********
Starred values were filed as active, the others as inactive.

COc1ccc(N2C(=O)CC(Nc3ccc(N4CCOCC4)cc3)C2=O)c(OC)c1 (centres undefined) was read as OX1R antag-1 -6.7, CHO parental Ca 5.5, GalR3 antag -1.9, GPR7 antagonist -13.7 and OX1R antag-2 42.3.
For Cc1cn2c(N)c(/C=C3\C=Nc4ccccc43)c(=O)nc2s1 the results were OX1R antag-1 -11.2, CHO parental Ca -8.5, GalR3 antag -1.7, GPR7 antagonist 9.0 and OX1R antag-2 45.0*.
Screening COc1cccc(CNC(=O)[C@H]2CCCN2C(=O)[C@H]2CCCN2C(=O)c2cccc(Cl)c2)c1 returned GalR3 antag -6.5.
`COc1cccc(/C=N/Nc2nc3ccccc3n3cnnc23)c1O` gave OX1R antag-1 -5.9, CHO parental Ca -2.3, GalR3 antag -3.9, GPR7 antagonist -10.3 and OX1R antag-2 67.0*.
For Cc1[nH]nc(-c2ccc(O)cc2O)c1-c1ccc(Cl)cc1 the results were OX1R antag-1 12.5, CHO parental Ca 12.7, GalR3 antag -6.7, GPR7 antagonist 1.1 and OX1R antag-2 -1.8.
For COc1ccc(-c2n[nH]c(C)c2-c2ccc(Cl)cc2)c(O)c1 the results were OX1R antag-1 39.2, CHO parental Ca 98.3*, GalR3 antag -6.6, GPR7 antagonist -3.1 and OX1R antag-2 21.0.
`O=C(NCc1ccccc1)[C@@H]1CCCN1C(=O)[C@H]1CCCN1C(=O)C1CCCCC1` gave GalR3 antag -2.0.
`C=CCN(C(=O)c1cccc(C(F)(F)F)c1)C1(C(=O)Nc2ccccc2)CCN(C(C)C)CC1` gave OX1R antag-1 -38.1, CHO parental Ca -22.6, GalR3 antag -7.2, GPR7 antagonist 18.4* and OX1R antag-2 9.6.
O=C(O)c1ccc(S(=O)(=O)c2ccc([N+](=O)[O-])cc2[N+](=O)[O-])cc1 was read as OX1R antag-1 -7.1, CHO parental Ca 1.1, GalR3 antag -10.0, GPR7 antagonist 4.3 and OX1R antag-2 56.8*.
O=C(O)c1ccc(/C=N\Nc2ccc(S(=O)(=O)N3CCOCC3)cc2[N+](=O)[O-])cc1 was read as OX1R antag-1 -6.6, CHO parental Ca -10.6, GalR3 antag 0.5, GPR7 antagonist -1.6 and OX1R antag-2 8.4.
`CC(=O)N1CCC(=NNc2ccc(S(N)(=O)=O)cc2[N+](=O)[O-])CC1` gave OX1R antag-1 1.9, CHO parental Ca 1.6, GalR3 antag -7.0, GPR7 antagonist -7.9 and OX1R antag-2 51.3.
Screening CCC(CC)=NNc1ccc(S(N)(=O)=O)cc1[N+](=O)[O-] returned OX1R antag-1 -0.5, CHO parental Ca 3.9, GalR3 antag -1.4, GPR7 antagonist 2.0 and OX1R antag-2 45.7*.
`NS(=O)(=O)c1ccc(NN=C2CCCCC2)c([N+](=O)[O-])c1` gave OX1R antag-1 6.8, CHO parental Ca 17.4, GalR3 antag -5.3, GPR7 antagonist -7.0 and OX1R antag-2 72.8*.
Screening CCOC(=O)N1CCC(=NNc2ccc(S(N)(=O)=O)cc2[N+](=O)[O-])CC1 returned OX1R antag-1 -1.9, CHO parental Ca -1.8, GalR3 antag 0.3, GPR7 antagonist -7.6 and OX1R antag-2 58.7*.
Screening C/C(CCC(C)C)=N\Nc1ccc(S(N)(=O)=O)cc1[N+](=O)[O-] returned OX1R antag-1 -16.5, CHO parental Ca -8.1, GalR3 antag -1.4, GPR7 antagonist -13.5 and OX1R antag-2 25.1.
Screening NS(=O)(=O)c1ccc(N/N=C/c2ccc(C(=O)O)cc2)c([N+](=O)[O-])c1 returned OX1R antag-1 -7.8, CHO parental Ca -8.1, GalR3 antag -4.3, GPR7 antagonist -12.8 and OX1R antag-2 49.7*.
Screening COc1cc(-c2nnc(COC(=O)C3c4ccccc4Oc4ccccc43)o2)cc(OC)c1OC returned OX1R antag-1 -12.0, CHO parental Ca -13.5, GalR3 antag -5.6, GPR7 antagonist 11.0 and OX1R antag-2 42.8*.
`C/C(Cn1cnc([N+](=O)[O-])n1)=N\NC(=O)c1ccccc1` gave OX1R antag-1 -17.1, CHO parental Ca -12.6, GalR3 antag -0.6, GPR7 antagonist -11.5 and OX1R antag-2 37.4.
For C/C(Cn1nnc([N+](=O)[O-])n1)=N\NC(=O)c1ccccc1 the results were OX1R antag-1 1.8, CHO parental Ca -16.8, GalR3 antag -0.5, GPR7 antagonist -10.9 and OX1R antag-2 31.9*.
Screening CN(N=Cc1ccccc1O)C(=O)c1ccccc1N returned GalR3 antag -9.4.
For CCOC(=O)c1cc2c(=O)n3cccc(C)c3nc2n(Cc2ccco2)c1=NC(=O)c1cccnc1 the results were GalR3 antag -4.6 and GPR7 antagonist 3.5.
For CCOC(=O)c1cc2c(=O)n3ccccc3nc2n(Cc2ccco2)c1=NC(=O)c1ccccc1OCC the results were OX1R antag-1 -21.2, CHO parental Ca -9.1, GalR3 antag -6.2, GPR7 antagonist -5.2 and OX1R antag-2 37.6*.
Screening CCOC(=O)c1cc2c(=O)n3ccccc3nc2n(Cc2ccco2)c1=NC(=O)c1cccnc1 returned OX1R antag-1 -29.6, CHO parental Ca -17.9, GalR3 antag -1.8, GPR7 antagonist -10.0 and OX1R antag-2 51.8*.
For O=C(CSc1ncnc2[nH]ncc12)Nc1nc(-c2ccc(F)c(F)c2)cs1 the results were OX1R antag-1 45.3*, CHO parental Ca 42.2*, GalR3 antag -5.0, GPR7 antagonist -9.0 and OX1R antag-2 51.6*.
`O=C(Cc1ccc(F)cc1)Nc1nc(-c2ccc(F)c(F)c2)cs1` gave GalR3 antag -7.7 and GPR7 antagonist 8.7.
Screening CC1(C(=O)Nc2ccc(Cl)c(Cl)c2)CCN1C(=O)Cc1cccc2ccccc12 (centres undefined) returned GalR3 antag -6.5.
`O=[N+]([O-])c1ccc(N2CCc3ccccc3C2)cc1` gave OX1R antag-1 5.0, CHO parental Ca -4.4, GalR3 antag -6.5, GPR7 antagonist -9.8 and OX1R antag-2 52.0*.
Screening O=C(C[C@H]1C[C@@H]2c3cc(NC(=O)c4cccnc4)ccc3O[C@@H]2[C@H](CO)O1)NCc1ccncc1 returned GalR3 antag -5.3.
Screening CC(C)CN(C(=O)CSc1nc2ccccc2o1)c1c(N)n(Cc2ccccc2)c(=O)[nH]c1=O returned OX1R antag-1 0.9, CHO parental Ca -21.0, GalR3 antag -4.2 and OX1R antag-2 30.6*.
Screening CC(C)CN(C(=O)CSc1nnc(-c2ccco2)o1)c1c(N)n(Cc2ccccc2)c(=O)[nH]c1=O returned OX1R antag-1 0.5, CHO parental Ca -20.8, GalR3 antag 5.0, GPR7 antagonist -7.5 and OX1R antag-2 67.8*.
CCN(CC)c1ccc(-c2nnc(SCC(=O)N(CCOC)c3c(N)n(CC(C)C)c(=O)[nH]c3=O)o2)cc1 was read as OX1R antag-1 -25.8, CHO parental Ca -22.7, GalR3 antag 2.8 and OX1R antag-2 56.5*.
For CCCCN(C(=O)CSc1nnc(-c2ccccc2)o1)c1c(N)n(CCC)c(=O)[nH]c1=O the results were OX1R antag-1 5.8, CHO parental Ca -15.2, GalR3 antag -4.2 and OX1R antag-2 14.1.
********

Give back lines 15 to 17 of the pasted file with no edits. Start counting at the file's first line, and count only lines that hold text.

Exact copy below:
Screening CCOC(=O)N1CCC(=NNc2ccc(S(N)(=O)=O)cc2[N+](=O)[O-])CC1 returned OX1R antag-1 -1.9, CHO parental Ca -1.8, GalR3 antag 0.3, GPR7 antagonist -7.6 and OX1R antag-2 58.7*.
Screening C/C(CCC(C)C)=N\Nc1ccc(S(N)(=O)=O)cc1[N+](=O)[O-] returned OX1R antag-1 -16.5, CHO parental Ca -8.1, GalR3 antag -1.4, GPR7 antagonist -13.5 and OX1R antag-2 25.1.
Screening NS(=O)(=O)c1ccc(N/N=C/c2ccc(C(=O)O)cc2)c([N+](=O)[O-])c1 returned OX1R antag-1 -7.8, CHO parental Ca -8.1, GalR3 antag -4.3, GPR7 antagonist -12.8 and OX1R antag-2 49.7*.